In September, Greenpeace volunteers and shoppers have been handing items of single-use plastic packaging back at tills in over 60 supermarkets across the UK, with notes to store managers calling for action to reduce excessive throwaway packaging.
UK supermarkets generate more than 800,000 tonnes of plastic packaging waste every year. Shoppers were encouraged to remove unnecessary plastic packaging from items they had purchased and leave it at the checkout, handing responsibility for its disposal back to the company selling it.
Greenpeace UK’s most successful environmental petition is asking supermarkets to reduce the volume of throwaway plastic packaging they produce. It has been signed by over 700,000 people across the UK.
Campaign group 38 degrees has been campaigning to get walkers crisps to act faster to ditch its non-recyclable, plastic crisp packets. The inside of a crisp packet may look like metal foil but is in fact metallised plastic film. The packets are not recyclable – beach-cleaning volunteers in Cornwall have retrieved old Walkers packets believed to date from the 1980s and 1990s.
They have been encouraging consumers to post their crisp packets back to the company. The response was huge, and Walkers have announced a recycling scheme where people can post back the crisp packet in envelopes to recycling firm TerraCycle. 38 degrees is 'delighted' to hear about the move:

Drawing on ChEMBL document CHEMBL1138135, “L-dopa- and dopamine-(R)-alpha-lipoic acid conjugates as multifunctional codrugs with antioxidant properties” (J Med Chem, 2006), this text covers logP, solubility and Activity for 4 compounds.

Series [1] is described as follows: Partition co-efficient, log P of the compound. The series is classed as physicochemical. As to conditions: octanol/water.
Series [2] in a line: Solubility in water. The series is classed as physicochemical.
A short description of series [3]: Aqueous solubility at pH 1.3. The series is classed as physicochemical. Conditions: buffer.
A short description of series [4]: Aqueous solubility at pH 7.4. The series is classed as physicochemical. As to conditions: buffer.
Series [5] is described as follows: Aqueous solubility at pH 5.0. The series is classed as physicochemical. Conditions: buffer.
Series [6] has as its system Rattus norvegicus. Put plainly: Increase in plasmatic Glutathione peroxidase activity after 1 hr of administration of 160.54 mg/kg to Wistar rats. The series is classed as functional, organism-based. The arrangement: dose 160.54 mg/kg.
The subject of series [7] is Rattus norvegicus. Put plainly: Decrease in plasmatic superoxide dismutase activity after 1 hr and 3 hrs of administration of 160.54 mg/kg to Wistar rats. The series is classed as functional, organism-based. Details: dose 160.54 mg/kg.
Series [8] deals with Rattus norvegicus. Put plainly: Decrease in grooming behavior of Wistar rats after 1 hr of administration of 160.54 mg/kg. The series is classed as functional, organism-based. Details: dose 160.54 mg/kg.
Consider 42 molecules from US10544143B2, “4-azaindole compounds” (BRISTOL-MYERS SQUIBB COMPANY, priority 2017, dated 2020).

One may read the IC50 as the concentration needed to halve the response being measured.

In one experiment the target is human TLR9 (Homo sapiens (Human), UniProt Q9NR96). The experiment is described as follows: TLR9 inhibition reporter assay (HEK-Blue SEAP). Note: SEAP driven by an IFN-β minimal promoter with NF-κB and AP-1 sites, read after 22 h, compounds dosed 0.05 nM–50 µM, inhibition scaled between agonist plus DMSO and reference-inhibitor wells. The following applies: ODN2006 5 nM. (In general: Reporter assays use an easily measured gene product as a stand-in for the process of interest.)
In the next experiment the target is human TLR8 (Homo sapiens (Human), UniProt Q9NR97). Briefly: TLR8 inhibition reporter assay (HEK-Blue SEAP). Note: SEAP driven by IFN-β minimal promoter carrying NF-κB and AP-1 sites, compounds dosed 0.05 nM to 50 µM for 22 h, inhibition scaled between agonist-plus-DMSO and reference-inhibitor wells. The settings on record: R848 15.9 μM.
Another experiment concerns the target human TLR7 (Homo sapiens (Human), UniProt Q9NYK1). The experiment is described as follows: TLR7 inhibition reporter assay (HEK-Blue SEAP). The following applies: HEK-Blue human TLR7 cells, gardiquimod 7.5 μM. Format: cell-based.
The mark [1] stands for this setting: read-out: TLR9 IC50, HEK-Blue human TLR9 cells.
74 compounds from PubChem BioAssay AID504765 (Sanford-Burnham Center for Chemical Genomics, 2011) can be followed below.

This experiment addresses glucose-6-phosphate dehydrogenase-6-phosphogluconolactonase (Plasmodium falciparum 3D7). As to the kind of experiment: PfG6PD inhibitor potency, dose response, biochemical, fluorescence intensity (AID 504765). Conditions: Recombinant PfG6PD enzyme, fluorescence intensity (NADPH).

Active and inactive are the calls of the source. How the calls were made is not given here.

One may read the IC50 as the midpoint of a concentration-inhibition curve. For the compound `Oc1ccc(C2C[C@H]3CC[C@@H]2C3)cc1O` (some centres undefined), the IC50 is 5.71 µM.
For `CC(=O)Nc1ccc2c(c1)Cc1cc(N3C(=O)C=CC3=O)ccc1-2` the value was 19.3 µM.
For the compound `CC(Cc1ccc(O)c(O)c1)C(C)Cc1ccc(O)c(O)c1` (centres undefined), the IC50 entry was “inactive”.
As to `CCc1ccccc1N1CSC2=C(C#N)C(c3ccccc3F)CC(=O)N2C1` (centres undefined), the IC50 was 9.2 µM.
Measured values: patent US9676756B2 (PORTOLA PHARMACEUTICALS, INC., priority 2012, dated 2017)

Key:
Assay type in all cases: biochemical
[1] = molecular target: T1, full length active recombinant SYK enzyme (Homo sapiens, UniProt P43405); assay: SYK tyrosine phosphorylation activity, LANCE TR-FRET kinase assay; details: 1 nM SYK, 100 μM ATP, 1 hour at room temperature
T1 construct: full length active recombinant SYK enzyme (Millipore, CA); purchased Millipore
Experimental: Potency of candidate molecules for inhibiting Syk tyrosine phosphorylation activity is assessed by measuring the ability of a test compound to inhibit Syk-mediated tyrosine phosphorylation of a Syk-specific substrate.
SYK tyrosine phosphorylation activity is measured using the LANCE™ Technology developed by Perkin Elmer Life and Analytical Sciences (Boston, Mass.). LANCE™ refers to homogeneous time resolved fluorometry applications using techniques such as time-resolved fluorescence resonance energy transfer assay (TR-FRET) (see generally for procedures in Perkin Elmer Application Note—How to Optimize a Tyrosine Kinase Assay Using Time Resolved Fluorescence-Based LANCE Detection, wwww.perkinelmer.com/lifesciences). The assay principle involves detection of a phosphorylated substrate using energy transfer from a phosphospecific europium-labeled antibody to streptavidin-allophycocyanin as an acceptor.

"It's proof that public pressure can shift big companies to do more to prevent waste. "The public will be watching to make sure that the new recycling scheme isn't just a PR stunt," said executive director David Babbs.
However, campaigners have questioned whether it is just a short term solution. Walkers have promised to go plastic free by 2025, but by then they’ll have produced 28 billion more plastic packets that will litter our beaches, our streets, and pile up in landfills.
Other crisp brands, including KP Snacks (which owns McCoy’s, Tyrrell’s and Hula Hoops), Tesco, Asda, Sainsbury’s, Aldi, Lidl, Waitrose and Marks & Spencer, have all matched Walkers’ pledge to make their crisp packets 100% recyclable, compostable or biodegradable by 2025 – in seven years time. But, as the leading brand, Walkers alone make 11m crisp packets a day so going plastic-free would have a big impact.
Sign the petition to encourage Walkers to ditch plastic packaging sooner.